Fix up that old jalopy or add some new features instead of going to the considerable expense of buying a new car.
That is the same philosophy many folks are taking toward their cellphones today, according to industry analysts.
The average smartphone is typically more than two years old (with many being even older) and that is plenty good enough for some users, as long as they upgrade software features from time to time.
“We all know people still carrying around a 4- or 5-year-old smartphone and see no reason to upgrade,” wrote Jan Dawson, founder and chief analyst of Jackdaw Research.
Instead of buying a new phone every two years, said Chetan Sharma, CEO of Chetan Sharma Consulting, cellphone users are improving the phone they have with software upgrades. This avoids the bigger hardware costs of new models.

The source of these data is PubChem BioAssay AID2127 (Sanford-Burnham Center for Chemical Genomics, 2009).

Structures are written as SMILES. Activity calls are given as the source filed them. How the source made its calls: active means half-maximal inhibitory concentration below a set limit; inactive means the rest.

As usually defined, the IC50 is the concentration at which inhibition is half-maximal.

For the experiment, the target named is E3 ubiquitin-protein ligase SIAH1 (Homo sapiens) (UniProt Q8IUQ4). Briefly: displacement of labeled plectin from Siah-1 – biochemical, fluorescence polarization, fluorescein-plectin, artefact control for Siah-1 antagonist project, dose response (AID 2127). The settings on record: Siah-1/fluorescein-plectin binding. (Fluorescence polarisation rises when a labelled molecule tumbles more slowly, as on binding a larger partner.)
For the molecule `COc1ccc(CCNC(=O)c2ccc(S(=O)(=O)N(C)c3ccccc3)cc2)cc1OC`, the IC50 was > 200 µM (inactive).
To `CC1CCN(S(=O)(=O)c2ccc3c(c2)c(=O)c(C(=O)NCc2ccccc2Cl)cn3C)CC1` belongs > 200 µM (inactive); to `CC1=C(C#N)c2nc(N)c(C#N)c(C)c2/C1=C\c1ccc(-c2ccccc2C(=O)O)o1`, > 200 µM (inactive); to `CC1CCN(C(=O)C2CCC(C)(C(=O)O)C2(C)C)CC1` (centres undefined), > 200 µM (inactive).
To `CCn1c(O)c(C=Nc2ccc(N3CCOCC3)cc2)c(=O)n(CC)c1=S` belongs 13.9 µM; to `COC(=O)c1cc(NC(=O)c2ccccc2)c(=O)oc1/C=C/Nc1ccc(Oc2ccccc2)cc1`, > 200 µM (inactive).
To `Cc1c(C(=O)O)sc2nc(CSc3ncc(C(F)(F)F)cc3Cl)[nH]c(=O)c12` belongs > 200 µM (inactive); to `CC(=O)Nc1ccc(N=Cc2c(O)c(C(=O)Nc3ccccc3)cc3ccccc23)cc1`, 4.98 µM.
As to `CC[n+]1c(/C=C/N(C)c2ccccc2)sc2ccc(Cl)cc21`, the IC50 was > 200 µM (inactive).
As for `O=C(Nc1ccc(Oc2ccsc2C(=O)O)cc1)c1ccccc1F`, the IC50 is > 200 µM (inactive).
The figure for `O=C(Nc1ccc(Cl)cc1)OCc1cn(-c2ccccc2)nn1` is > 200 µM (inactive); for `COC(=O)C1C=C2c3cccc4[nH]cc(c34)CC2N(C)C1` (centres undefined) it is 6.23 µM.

Those users who previously automatically bought new phones every two years “are starting to change their behavior,” Dawson added.
“Consumers are paying full price for new cellphones, so they are treating cellphones like computer purchases and keeping them longer,” he said. Software upgrades are keeping many older phones current, Sharma added.
The exception to this trend, Sharma said, is when a big provider comes out with a dynamic new product, such as the Apple iPhone X. He said that product could get some consumers back on the two-year cycle.
Besides offering unique new hardware, another cellphone industry observer said, Apple and other big cellphone providers have noticed the longer cycle. However, he said they are developing strategies to cope with a new, more challenging world of cellphone sales.
John Oldshue, editor of SaveOnPhone.com, noted that Apple and others are troubled by the dinosaur cellphone trend. So they are attacking the problem.